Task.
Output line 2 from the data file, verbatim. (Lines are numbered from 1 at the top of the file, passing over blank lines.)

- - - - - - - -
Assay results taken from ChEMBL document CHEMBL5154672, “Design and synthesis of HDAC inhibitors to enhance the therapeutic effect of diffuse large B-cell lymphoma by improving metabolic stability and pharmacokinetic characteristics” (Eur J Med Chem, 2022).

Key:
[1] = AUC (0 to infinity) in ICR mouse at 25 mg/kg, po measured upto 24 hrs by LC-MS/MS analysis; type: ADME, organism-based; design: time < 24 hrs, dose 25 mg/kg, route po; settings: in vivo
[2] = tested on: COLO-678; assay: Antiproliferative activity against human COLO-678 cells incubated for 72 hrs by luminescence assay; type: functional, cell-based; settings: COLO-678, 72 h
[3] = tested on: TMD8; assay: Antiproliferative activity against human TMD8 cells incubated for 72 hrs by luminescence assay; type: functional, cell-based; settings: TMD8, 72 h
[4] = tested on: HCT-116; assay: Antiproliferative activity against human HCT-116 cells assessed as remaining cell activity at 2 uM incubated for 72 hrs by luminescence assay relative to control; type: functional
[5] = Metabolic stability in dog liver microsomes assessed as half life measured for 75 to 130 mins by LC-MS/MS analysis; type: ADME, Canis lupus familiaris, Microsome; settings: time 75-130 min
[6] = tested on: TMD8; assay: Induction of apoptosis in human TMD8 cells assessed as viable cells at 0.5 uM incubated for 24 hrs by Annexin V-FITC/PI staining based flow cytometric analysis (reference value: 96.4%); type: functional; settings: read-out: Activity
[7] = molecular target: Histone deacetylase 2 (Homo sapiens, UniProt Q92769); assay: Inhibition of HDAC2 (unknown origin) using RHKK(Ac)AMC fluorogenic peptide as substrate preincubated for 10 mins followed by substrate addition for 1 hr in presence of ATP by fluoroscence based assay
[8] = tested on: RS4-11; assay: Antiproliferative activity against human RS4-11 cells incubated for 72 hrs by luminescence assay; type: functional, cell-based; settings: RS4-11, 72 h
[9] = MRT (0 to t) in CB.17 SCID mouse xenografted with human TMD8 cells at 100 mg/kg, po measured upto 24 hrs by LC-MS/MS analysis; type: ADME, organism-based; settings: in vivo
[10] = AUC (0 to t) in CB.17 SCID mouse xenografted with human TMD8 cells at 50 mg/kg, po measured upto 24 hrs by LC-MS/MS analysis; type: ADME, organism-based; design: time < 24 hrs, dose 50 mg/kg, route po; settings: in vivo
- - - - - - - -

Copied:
Key: